// remove leading -->
        result = result.replaceAll("^-->\\r?\\n","");
        // trim multi-newline to single newline
        result = result.replaceAll("\\r?\\n\\s*\\r\\n?", System.getProperty("line.separator"));
        return result;

The corresponding code in the TemplateJvmModelInferrer is:

class TemplateJvmModelInferrer extends AbstractModelInferrer {
     def dispatch void infer(TemplateFile element, 
                             IJvmDeclaredTypeAcceptor acceptor, 
                             boolean isPreIndexingPhase) {
       val simpleName = element.eResource.URI.trimFileExtension.lastSegment
       val qualifiedName = if(element.getPackage != null) 
           element.getPackage + "." + simpleName
    val javaClass = element.toClass(qualifiedName)
      // generate a method accepting an initializer lambda expression
      members += element.toMethod("generate", typeRef(String)) [
        parameters += element.toParameter(
          "init", typeRef(Procedures.Procedure1, typeRef(javaClass))
        body = '''
          if (init != null)
          String result = generate().toString();
          // remove leading -->
          result = result.replaceAll("^-->\\r?\\n","");
          // trim multi-newline to single newline
          result = result.replaceAll("\\r?\\n\\s*\\r?\\n",System.getProperty("line.separator"));
          return result;

Each Parameter becomes a Java property, i.e. a field with a getter and a setter.

  • DSL:

    param title = "No Title"
  • Java:

    private String title = "No Title";
    public void setTitle(final String title) {
      this.title = title;
    public String getTitle() {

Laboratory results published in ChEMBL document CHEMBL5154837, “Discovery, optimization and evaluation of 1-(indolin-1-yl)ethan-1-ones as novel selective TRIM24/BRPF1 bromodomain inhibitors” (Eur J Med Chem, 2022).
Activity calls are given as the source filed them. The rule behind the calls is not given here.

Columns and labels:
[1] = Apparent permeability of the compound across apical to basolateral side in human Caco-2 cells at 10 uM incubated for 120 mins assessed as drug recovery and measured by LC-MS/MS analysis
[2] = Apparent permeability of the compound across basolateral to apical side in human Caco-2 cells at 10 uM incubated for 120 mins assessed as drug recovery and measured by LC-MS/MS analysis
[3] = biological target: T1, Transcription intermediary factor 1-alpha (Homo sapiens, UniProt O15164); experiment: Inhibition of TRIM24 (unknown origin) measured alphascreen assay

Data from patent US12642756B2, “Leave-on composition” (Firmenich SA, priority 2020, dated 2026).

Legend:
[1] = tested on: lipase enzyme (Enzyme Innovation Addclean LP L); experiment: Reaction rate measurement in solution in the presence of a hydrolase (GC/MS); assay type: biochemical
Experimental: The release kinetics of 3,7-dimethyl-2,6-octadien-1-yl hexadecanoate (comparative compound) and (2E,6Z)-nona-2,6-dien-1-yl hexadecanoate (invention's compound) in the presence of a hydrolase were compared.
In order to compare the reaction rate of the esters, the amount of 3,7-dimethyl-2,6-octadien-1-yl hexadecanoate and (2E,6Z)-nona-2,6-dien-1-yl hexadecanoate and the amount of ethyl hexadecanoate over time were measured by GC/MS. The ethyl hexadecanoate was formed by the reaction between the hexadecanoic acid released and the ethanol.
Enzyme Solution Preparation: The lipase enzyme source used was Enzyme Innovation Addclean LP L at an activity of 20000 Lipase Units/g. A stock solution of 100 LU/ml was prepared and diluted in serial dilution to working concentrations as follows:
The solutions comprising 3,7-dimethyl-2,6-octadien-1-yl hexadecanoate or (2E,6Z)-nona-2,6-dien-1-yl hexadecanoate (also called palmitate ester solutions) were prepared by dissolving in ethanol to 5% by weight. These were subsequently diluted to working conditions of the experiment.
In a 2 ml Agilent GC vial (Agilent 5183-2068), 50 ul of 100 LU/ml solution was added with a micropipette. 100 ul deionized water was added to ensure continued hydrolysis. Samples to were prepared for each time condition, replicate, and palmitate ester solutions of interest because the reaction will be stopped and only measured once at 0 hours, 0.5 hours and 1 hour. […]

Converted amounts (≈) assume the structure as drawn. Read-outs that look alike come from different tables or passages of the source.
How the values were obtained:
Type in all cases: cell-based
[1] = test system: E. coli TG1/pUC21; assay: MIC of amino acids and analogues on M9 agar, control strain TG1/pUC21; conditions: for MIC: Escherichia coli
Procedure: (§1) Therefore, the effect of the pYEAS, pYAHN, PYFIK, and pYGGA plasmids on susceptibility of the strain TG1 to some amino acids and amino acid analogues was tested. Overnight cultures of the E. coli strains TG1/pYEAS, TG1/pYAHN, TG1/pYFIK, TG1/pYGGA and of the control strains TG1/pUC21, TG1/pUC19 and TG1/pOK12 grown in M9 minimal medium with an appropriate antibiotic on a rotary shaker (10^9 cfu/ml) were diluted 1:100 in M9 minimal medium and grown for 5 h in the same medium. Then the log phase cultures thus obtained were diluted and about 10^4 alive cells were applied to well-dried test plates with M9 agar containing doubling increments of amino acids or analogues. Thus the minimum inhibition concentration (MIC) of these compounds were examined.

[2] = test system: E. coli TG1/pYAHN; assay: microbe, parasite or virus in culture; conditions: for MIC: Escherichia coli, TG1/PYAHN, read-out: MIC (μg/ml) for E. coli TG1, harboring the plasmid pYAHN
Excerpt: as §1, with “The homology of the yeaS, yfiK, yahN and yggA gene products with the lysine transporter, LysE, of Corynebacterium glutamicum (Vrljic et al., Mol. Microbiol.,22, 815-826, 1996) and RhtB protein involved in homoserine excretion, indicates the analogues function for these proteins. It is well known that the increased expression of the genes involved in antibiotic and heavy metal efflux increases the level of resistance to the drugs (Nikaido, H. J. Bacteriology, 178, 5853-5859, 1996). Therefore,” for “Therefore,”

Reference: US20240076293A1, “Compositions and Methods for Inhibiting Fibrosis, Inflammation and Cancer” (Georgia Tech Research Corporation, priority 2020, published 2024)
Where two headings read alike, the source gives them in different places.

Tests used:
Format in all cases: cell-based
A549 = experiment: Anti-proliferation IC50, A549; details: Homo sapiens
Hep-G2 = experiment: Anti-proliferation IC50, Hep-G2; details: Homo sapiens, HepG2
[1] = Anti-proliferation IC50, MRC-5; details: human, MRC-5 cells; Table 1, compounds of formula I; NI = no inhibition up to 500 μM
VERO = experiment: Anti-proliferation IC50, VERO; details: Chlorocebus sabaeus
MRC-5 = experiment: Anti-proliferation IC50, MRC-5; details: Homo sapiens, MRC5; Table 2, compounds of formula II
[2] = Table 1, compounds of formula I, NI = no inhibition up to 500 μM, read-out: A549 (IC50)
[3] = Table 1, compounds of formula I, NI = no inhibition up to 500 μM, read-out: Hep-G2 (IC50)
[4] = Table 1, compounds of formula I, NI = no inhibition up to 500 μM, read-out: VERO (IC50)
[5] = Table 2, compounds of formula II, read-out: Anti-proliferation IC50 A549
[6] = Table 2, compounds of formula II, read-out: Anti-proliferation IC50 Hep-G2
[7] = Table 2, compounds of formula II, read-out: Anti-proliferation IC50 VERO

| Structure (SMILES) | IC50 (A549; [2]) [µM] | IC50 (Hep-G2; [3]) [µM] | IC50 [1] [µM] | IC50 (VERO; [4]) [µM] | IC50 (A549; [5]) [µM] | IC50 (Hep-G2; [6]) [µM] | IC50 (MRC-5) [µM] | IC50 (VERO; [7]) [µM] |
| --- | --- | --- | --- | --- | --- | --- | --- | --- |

return this.title;

In the inferrer, note that we derive the property’s type in three steps: Take the declared one, if there is none, derive it from the initializer and if even that fails, use String as default.

for (param : element.params) {
  val type = param.type 
    ?: param.defaultexp?.inferredType 
    ?: typeRef(String)
  members += param.toField(param.name, type) [
    if (param.defaultexp != null)
      initializer = param.defaultexp
  members += param.toSetter(param.name, type)
  members += param.toGetter(param.name, type)

The body of the template is compiled into a big private generate() method. We skip the inferrer code here, as it is straightforward. But we had to extend the compiler to support rich strings and the new FOR loop our new control structures. This is described in the next section.

  • DSL:

    »<!DOCTYPE html>
    <html lang="en">
      <meta charset="utf-8">
      <meta name="viewport" content="width=device-width, initial-sca...">
      <meta name="description"
      <meta name="author" content="«...
  • Java:

    private CharSequence generate() {
      StringBuilder _appendable = new StringBuilder();
        "-->\n<!DOCTYPE html>\n<html lang=\"en\">\n<head>\n\t<meta...",
      // appends galore

Extending the Compiler

We have added additional expressions to Xbase, so we have to tell the compiler how to translate them to Java. The XbaseCompiler has a method doInternalToJavaStatement that dispatches the compilation with regard to the type of the current expression. This is where we have to hook in with our TemplateCompiler:

class TemplateCompiler extends XbaseCompiler {
  override protected doInternalToJavaStatement(XExpression expr, 
                                               ITreeAppendable it, 
                                               boolean isReferenced) {
    switch expr {
      RichString : {
...   }
      RichStringForLoop : {
...   }
      default :
        super.doInternalToJavaStatement(expr, it, isReferenced)

For a RichString, we declare a variable _appendable of type StringBuilder and append the results of all its evaluated expressions. Remember from the grammar that every second expression is a RichStringPart which can be null, so we use the ‘elvis operator’ ?: to insert an empty string in this case.